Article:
Whatever the case, the process of adding or removing an authorized user to a business credit card is the same as it is for a personal credit card. It’s usually fast and simple and can be done by following these steps:

    1. Think about what rules you want to set and put them in writing. You may only want the employee to charge certain expenses or use the card at certain events, so be sure to outline that clearly before giving them a card.
    2. Talk to the person you’re going to add. Go over your rules regarding account usage and answer all of their questions. You also need to inform them that because you’re using a small business credit card, the account will show up on their credit report. Corporate cards typically do not show up on employee credit reports.
    3. Begin the process of adding your authorized user. Log in to your account and look for where it says “add cardholder” or “request employee card.” If this option is not available online, call the company and make the request over the phone.
    4. Provide the authorized user’s personal information. You’ll typically need to provide the person’s first and last name, mailing address, date of birth and Social Security number.
    5. Set restrictions for the card if applicable. If the credit card allows you to set a lower credit limit for authorized users, you will see that option and can choose it.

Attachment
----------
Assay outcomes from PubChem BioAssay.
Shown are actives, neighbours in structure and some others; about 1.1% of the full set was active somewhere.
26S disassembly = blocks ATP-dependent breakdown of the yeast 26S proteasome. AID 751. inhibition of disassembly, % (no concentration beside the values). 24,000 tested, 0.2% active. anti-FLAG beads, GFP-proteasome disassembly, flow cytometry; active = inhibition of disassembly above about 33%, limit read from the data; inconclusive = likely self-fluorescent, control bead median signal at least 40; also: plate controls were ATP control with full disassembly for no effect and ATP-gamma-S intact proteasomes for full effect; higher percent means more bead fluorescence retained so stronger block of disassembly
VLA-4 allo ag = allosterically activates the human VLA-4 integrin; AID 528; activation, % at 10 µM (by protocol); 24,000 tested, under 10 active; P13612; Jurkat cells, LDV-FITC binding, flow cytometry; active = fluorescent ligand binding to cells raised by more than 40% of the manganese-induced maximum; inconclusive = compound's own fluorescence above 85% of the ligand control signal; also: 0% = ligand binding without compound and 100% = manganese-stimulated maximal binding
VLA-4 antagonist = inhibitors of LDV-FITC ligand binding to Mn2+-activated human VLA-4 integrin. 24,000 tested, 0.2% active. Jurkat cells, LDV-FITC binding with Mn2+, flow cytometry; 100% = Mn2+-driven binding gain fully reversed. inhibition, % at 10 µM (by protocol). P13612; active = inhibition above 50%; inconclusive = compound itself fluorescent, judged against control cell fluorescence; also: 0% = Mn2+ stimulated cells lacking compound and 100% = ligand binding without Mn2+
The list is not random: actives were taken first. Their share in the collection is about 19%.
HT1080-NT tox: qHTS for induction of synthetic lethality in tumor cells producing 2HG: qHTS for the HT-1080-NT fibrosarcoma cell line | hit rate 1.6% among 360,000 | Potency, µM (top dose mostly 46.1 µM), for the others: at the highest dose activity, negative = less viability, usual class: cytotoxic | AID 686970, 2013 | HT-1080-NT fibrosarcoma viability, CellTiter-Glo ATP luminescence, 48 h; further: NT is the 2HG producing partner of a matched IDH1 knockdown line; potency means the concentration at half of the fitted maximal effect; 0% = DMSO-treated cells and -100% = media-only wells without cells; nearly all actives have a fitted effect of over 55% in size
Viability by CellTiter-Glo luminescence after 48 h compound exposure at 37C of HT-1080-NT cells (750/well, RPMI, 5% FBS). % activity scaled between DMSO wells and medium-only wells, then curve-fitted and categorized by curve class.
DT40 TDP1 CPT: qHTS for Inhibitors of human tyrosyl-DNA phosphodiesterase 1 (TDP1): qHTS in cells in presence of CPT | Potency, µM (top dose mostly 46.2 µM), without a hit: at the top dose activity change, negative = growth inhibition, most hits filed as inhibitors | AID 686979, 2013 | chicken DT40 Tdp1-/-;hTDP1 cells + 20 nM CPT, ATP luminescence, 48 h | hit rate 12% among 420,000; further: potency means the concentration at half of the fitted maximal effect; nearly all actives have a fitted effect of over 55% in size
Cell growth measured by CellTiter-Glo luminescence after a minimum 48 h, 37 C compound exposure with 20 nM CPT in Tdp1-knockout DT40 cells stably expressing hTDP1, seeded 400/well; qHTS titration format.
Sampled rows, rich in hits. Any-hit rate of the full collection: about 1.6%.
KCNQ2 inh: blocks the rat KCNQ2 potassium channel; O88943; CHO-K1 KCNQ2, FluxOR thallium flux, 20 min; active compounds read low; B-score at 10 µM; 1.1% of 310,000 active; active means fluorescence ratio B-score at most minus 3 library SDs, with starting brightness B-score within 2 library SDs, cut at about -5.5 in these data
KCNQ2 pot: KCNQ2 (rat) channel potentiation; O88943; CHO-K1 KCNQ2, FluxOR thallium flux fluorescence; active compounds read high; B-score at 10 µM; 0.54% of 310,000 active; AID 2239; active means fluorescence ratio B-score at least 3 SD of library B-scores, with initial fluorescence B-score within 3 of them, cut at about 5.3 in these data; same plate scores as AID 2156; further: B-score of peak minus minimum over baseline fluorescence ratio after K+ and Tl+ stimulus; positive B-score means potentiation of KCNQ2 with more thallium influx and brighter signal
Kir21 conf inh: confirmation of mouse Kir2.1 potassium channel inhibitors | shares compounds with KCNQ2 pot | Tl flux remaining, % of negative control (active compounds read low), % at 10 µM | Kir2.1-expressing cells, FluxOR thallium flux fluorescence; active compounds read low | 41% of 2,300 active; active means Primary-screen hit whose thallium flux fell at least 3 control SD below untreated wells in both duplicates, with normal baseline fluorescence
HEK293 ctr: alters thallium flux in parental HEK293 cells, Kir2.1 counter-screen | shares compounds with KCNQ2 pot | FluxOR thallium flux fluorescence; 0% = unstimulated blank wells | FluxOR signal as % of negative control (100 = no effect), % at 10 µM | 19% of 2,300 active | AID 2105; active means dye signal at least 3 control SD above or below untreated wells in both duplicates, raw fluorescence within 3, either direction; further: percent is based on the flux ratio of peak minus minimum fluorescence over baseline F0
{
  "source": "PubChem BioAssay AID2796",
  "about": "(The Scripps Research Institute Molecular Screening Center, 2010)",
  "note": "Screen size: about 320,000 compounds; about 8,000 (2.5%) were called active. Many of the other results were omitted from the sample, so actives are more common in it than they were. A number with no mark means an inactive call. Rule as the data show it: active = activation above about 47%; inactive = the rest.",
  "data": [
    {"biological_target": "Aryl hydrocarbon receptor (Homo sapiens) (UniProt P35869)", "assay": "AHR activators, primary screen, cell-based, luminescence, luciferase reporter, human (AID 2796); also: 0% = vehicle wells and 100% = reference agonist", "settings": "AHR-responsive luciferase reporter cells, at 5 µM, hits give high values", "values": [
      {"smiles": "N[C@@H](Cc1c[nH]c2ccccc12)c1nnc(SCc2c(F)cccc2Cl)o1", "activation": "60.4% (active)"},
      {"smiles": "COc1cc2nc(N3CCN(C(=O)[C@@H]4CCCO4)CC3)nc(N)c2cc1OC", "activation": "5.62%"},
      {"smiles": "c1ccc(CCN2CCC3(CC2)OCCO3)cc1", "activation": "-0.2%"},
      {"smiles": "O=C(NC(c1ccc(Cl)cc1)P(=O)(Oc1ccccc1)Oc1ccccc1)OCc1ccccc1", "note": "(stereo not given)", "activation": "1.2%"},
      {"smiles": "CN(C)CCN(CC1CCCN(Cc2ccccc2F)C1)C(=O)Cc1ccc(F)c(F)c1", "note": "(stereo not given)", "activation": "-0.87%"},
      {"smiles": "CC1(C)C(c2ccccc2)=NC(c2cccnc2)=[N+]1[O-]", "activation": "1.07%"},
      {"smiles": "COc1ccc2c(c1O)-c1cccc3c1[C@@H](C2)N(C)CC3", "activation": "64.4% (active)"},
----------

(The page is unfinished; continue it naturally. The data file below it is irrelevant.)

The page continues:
After you have made the request, the issuer will send the card to the designated employee. That person will then activate the account and will be ready to use the card. If there are any fees associated with adding the person to your account, those charges will be added to your bill.

    1. Decide whether you’d prefer to go through the process online or over the phone. All credit card issuers will allow you to remove authorized users over the phone, but some will also allow you to do so online via their website or with the mobile app. If you call, explain that you want to have the user removed from your account.
    2. Send a letter to your issuer reiterating your request. To ensure the removal request is honored, you may want to send a letter to the issuer about it, especially if you completed the request over the phone. Include the same information about the person you used to add them as an authorized user, the account’s details and the date you made the call.
    3. Wait for confirmation that the process has been completed. Your issuer will typically send you an email about any changes to your account, but either way, you should be able to log into your account and see that the person is no longer listed as an authorized user.
    4. Let your employee know. Inform the employee they are no longer listed as an authorized user, meaning that they will no longer be able to use the card. The card issuer will also stop sending information about it to the credit reporting agencies. It’s a good idea to take the card back from your employee at this point and destroy it.

The bottom line

It’s important to choose the right business card for your growing business. It’s also important to choose the right people to add as authorized users to your business credit card, so make sure they are responsible and trustworthy.

As a small business owner, these shared arrangements can make your life easier and are often a positive perk for your employees. If it doesn’t work out? No problem. Authorized users are never a permanent fixture on your accounts, unless you want them to be.